Linguascope

From Wikipedia, the free encyclopedia
Jump to: navigation, search
Linguascope
Linguascope.JPG
Headquarters Shoreditch, London, Great Britain
Industry Education
Services Language resources
Website http://www.linguascope.com
Type of site Language resource website
Current status Online

Linguascope is a publisher of educational resources for Modern Foreign Language (MFL) teachers and learners of French, German, Spanish, Italian and English based in Shoreditch, London. It serves three different levels of working; Elementary, Beginner and Intermediate. Primarily marketed at schools, its key products include interactive resources for whiteboard teaching and a range of iOS apps for language learners.

History[edit]

Pre 2002[edit]

Linguascope began life in 1998 as a school webpage started by a language teacher, Stéphane Derône. Originally published as bonjour.org.uk and catering for French, the site was made available online for French teachers from other schools to use.

In 2002, Richard West-Soley, a teacher of German and Spanish and ActionScript developer, joined Mr. Derône in expanding the site to other languages. The sites hallo.org.uk and hola.org.uk were launched for these languages, followed by Italian and English versions shortly afterwards. These were intended for whiteboard teaching, which was beginning to become the norm in UK MFL classrooms around this time. Anna-Chiara Swaine then joined the team to provide more formal administration as the customer base grew, and Linguascope became a regular fixture at UK and international education shows.

2002 - 2008[edit]

As the sites developed, bonjour.org.uk and its sister sites were brought under the single Linguascope brand. Other content projects soon followed, including Linguamate, a Flash content creation tool. Ready-made content for other levels was also provided, with Linguastars for Key Stage 4/High School students and Linguaprime for Primary/Elementary schools. Eventually, the sections were renamed to become Elementary, Beginner and Intermediate sections of the different Linguascope language areas, as well as related tools and resources.

An offshoot of the Linguamate / Activity Builder site became the separate site Activiscope,[1] an online Flash / SCORM-compliant content creation tool.

2009 - 2010[edit]

Alongside its electronic resources, Linguascope began to produce and market a range of physical aids for classroom teachers, including posters, stationery and grammar aids such as the Verb Wheel.[2] In addition to these resources in 2009 Linguascope also acquired the kinaesthetic learning aid Talking Dice[3] and promoted them through their existing channels along with new redistribution partners in Europe, Australasia and North America.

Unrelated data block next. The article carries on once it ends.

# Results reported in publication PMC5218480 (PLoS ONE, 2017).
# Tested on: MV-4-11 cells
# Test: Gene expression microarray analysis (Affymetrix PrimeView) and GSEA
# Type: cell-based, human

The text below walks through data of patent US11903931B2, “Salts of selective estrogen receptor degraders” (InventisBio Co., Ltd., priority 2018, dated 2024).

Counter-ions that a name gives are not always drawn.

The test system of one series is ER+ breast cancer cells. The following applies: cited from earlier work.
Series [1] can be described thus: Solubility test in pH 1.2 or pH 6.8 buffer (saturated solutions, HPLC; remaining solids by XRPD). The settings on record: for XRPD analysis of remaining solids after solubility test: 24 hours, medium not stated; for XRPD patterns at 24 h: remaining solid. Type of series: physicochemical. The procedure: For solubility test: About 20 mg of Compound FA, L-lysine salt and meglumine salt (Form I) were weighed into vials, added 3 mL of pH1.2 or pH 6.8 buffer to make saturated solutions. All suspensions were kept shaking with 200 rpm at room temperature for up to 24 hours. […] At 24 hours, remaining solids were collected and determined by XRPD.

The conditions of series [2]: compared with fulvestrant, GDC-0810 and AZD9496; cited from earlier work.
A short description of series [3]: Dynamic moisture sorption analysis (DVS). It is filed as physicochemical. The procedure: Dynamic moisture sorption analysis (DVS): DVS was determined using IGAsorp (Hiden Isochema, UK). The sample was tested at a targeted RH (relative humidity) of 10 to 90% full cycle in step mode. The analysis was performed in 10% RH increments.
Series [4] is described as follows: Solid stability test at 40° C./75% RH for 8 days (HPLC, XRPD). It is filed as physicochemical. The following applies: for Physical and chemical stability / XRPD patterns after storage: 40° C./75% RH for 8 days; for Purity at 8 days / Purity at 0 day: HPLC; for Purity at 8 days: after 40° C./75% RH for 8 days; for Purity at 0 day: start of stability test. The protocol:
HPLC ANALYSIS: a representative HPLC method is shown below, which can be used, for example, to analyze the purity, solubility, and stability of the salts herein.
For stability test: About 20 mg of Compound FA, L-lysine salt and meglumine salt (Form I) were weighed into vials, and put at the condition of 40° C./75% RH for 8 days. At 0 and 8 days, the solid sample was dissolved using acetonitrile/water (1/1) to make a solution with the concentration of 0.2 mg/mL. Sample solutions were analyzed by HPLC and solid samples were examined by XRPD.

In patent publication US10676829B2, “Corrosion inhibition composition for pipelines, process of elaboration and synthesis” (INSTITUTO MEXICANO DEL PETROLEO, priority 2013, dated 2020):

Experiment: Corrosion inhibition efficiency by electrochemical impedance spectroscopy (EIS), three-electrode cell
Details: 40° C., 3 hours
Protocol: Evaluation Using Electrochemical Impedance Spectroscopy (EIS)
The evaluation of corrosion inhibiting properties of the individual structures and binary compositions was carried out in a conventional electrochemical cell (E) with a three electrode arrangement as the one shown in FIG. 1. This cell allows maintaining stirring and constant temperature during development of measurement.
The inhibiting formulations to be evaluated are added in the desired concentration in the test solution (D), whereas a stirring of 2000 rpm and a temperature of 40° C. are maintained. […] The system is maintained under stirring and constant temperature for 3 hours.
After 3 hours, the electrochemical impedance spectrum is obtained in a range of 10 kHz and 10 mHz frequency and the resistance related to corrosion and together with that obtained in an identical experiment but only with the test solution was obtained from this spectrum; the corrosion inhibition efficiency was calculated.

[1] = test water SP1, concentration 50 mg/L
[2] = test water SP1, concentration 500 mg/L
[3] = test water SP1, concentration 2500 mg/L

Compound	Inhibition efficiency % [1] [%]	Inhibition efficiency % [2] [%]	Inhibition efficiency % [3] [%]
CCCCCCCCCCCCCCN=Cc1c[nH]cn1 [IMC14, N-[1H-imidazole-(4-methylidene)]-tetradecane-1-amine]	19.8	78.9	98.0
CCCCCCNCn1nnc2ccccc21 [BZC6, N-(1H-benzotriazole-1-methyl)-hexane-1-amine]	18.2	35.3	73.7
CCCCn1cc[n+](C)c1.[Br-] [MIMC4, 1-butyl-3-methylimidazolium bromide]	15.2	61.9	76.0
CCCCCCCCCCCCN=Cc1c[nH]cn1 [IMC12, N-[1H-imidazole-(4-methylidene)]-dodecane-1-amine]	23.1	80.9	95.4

In addition to this Linguascope also entered the apps market creating a series of applications[4] for the iPhone and iPod Touch. These applications offer a slimmed-down version of the Linguascope website, as well as an international news update service, available in the same languages as the website, a Verb Hub application, offering similar learning techniques as that of the Verb Wheel and a Word of the Day app, allowing users to build their vocabulary of five languages. A Talking Dice app was also launched allowing users to practice any language in similar fashion to the Talking Dice computer software.

In 2011, the company moved headquarters from Colchester to Shoreditch, London.

Linguascope is a member of the British Educational Suppliers Association[5] and a corporate member of the Association for Language Learning.[6]

Linguascope Conference[edit]

Linguascope held its first national conference for teachers in Brighton on the 25 and 26 June in 2010. Delegates were given presentations from MFL specialists including Helen Myers, José Picardo, Russell Stannard, Rachel Hawkes and Joe Dale. A dinner was also held for delegates with Stephen Clarke, the author of A Year in the Merde, attending as the guest speaker.[7] The 2011 edition of the Linguascope Conference was held again at the Thistle Hotel in Brighton on 1–2 July,[8] and featured John Moloney (comedian) as guest speaker.

Awards and nominations[edit]

In 2003, the bonjour.co.uk website was entered in the Cable & Wireless Childnet awards[9] and was given the Special Individual Award, for Mr. Derône’s contribution to the MFL community .

During the Summer of 2010 the company was also nominated in two categories for the Education Investor Awards.[10]

References[edit]

External links[edit]